Usually the prefix "a" means "not" or "without", for example: atheist, anarchy. But, in "amaze" it's not the case, since the word maze means "confusing" or "labyrinth" and "amaze" means "surprise". Is there another meaning to the prefix "a"? Or, is it not a prefix in this word?
6Related: What is the history of adding the a- prefix to form words?– RegDwigнtApr 25, 2011 at 20:31
The Online Etymology Dictionary reports the following:
early 13c., amasian "stupefy, make crazy," from a-, probably used here as an intensive prefix, + -masian, related to maze (q.v.). Sense of "overwhelm with wonder" is from 1580s.
So the a- is a prefix here, but it intensifies instead of negating. Wiktionary lists the several uses of a- and notes the Greek-based meaning you cite as the only one that remains productive today.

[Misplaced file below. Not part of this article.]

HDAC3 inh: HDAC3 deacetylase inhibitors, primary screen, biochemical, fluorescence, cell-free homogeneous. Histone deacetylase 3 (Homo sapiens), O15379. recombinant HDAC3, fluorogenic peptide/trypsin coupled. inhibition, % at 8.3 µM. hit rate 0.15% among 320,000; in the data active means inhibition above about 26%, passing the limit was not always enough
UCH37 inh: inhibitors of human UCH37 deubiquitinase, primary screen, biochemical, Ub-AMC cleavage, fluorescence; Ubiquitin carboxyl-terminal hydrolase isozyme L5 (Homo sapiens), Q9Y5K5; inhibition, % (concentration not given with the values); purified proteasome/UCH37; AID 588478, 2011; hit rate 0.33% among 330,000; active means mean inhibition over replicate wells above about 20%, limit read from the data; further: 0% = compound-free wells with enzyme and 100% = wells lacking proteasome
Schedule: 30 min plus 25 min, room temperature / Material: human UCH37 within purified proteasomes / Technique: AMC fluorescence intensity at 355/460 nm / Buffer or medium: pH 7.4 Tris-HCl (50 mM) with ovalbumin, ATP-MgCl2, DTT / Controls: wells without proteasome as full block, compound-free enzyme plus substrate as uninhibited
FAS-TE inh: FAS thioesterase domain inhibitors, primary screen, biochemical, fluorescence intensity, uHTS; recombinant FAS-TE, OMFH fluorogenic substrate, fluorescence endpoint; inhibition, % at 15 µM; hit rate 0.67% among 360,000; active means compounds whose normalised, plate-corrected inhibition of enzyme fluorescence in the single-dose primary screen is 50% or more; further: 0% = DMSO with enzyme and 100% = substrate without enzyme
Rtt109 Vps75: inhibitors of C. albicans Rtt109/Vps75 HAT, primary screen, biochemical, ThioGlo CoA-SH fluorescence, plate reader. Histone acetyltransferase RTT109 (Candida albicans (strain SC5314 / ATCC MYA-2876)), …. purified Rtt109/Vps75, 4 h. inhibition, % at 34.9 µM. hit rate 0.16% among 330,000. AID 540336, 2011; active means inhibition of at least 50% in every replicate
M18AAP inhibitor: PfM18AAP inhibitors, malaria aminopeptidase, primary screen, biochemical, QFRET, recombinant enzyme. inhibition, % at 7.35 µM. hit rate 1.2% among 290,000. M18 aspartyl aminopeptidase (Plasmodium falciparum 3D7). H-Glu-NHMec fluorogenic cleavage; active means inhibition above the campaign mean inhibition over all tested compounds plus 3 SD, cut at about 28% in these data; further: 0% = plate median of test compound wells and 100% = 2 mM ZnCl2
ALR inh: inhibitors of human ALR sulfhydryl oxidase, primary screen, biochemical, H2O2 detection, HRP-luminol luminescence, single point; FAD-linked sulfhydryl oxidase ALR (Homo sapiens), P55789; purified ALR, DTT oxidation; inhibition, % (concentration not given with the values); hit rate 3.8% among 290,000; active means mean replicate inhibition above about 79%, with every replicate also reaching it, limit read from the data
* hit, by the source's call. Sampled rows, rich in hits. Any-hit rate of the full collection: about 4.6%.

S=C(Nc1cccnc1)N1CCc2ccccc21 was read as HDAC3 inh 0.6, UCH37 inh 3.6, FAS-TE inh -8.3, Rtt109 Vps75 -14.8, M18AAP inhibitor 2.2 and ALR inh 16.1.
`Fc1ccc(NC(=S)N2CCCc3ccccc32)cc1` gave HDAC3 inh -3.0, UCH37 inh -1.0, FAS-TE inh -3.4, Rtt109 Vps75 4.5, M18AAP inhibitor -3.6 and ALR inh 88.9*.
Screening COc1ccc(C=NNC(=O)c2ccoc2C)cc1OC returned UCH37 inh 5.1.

I would also think the word muse has the same roots. "Amuse" then might be to say without thoughts on, which could be said 'speechless' in our culture.– user39425Apr 5, 2013 at 7:48
I'm surprise that Wiktionary does not have a sense of "to the" which I have understood to be another use of a-.
And I think it's productive, as well, as I use it to make new words, though admittedly ones that sound archaic.
How about ...
a-swimming we will go...?
Usually hyphenated, this would be my understanding of the use in amaze: "to the maze" = "to confuse my mind (with the sheer wonder of it!)"
Is there no reference that agrees with this?
See etymonline (http://www.etymonline.com/index.php?term=amaze):
early 13c., amasian "stupefy, make crazy," from a-, probably used here as an intensive prefix, + -masian, related to maze